Interval training has been used by top physical trainers and athletes for quite a long time now.
The main "science" behind interval training says that by mixing short bursts of high intensity work with lower intensity stretches that allow the body to cool down somewhat, you're simultaneously overloading the aerobic and anaerobic systems.
With interval training, you thus get the benefits of aerobic and anaerobic training at one and the same time.
There are other benefits of interval training, too. It's more difficult to become injured through this practice, because the high-intensity anaerobic periods don't last that long and the body gets sufficient recovery time between them, and you are listening to your body more acutely.
There is also less chance of developing nerve-wracking (even though usually harmless) conditions like heart arrhythmia because during the aerobic cooldown you are still working out, keeping your heart rate elevated and the blood oxygenated, so that the body remains "used to" being physically active above the norm.
Finally, for people who tend to get bored with working out and so drop their training regimen, interval training is more mentally stimulating because of its constant change-up...and, they can maximize their health benefits in a shorter workout.
HOW TO BEGIN WITH INTERVAL TRAINING
You begin a day of interval training the same way you begin any other workout day. You begin your workout slowly, gradually building up to a more intense level to allow your muscles and heart to get warmed up.
Using a heart-rate monitor or by closely checking your pulse for fifteen seconds at a time, try to keep your heart at an elevated but not 100% of your normal maximized increased rate (about 70% is good) for five minutes. Once you have achieved this plateau, you are warmed up enough to go for a burst of high-intensity activity.
This "high intensity" is relative to what you have been doing for the last five minutes and your level of physical fitness, just like your heart rate is. If you have been jogging, launch into a "check out", that is pick up the pace so that you are running at a long-distance race pace. If you have been running, break into a full-on sprint, going as fast as you possibly can.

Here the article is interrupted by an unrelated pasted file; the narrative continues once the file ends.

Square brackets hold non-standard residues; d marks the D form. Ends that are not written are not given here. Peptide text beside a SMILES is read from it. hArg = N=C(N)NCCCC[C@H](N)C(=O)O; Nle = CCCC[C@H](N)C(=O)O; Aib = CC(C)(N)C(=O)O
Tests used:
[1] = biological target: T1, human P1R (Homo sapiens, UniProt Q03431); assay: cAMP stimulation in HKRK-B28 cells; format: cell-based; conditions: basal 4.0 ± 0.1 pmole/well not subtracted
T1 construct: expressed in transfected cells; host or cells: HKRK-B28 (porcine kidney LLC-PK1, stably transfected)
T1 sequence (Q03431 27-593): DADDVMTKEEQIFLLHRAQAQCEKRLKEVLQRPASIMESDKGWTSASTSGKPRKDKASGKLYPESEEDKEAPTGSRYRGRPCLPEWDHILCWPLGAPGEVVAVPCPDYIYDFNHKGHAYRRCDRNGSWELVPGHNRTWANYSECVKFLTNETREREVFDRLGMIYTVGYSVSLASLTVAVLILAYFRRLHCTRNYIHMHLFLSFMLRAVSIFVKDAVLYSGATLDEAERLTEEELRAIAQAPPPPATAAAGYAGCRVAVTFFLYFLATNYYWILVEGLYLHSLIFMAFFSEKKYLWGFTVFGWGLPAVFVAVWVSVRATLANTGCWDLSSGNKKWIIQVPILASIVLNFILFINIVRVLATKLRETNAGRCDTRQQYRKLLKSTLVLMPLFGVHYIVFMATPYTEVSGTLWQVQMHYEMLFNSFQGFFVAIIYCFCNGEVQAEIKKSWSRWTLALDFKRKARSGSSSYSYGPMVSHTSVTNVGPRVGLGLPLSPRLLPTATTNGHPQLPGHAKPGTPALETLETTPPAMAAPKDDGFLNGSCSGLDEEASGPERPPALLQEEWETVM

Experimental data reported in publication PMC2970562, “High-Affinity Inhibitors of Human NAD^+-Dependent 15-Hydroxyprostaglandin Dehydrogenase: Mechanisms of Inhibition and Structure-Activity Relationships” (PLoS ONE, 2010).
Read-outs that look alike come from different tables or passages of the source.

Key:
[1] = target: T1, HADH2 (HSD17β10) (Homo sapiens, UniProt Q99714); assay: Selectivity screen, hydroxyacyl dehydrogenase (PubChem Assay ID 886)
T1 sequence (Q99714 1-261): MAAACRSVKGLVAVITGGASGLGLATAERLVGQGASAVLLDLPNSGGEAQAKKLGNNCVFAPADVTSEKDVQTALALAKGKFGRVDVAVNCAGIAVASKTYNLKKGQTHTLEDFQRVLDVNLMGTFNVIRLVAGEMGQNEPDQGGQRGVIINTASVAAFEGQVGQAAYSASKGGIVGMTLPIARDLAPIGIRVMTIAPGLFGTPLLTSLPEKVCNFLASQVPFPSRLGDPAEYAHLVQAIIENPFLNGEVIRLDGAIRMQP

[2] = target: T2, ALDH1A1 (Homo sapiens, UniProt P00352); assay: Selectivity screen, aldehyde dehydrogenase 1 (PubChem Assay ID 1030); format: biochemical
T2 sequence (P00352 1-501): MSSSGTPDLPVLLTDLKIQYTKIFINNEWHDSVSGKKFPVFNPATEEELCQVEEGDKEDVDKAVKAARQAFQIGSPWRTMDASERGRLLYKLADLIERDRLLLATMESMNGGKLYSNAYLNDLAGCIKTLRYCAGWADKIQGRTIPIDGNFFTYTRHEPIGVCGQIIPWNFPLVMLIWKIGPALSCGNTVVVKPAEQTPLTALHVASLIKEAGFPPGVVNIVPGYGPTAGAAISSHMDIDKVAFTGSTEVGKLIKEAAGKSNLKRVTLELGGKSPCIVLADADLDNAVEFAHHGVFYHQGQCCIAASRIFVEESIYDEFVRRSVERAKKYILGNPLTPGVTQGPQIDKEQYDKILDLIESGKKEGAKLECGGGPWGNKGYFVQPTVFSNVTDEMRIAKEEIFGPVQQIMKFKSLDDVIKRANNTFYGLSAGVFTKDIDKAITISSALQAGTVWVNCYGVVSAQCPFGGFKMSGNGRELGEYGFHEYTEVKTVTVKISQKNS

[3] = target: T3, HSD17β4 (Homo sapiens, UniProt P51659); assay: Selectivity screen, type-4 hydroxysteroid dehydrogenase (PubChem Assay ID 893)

Now, don't worry that you won't be able to maintain this full-on 100% level for very long; you aren't supposed to. The whole point of this anaerobic burst is to wear out and even break down your muscles so that they are forced to eliminate toxins such as lactic acid (the "burn" that you feel), open up your lungs to their total capacity (which eventually opens up even more alveoli, the tiny web-like network of air sacs), and make your heart swell to allow maximum blood flow.
Your muscles will quickly become much less flexible, and won't be able to contract well. Remember: this is normal and is the very effect you are going for.
Pay close attention to your body as you are "bursting". As soon as you feel you have pushed yourself to the limit and you have "hit a wall", gradually slow down. Do NOT stop or just walk; this will lose much of the anaerobic benefit and "psyche you out" (and, although this is VERY UNLIKELY to happen, it's possible to induce a heart attack by suddenly going from 100 to near 0). But gradually slow yourself back down to the pace you were maintaining just before your burst.
Your body once again becomes able to efficiently exchange carbon dioxide and oxygen, and it will begin rapidly feeding nutrients to your depleted muscles to repair them (the breaking down and re-building of muscles is actually what causes them to become leaner and stronger; you have to go through Hell to get to Heaven, as they say).
Do this pattern repeatedly for at least 30 minutes.
KEEP ON KEEPING ON
As you continue your interval training, you'll find yourself able to sustain your 100% bursts longer; your speed during these times will increase; and even your aerobic pace will be faster and you'll be able (and wanting to) sustain it even longer than 30 minutes. Let this happen and push yourself to new heights over time, but BE CAREFUL. Listen very closely to your body and make sure you eat highly nutritious foods, stretch well, and remain hydrated.
Pushing yourself to these extremes is, frankly, potentially dangerous. But if you build up gradually and take care of yourself you have little to worry about.
Interval training breaks down and rebuilds your muscles so that they are burning calories at a high level even when you are asleep. Your metabolism increases. Your breathing gets better and your blood is more oxygenated at all times, so you have more energy and mental benefits like increased concentration.
You feel more self-confident. And, your workouts are not monotonous. Your muscle tone increases dramatically and you get a sleek, well-moving body.